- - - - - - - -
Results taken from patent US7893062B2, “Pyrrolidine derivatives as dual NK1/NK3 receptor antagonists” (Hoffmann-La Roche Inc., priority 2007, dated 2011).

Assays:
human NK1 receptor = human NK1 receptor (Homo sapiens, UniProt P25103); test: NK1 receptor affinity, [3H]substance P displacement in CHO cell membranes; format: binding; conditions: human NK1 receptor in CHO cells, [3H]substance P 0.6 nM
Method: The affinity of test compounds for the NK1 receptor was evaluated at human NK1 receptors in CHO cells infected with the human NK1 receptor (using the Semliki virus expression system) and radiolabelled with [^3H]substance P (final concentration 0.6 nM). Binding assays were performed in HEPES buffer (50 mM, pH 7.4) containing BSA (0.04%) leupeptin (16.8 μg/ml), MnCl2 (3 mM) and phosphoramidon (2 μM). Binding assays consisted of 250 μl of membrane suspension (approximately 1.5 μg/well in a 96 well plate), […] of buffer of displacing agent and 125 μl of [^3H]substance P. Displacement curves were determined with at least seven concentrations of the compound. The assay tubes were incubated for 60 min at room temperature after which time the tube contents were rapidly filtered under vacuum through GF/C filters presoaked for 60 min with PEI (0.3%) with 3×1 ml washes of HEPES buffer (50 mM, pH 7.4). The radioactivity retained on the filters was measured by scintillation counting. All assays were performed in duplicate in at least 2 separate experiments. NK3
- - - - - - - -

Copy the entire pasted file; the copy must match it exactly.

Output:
Results taken from patent US7893062B2, “Pyrrolidine derivatives as dual NK1/NK3 receptor antagonists” (Hoffmann-La Roche Inc., priority 2007, dated 2011).

Assays:
human NK1 receptor = human NK1 receptor (Homo sapiens, UniProt P25103); test: NK1 receptor affinity, [3H]substance P displacement in CHO cell membranes; format: binding; conditions: human NK1 receptor in CHO cells, [3H]substance P 0.6 nM
Method: The affinity of test compounds for the NK1 receptor was evaluated at human NK1 receptors in CHO cells infected with the human NK1 receptor (using the Semliki virus expression system) and radiolabelled with [^3H]substance P (final concentration 0.6 nM). Binding assays were performed in HEPES buffer (50 mM, pH 7.4) containing BSA (0.04%) leupeptin (16.8 μg/ml), MnCl2 (3 mM) and phosphoramidon (2 μM). Binding assays consisted of 250 μl of membrane suspension (approximately 1.5 μg/well in a 96 well plate), […] of buffer of displacing agent and 125 μl of [^3H]substance P. Displacement curves were determined with at least seven concentrations of the compound. The assay tubes were incubated for 60 min at room temperature after which time the tube contents were rapidly filtered under vacuum through GF/C filters presoaked for 60 min with PEI (0.3%) with 3×1 ml washes of HEPES buffer (50 mM, pH 7.4). The radioactivity retained on the filters was measured by scintillation counting. All assays were performed in duplicate in at least 2 separate experiments. NK3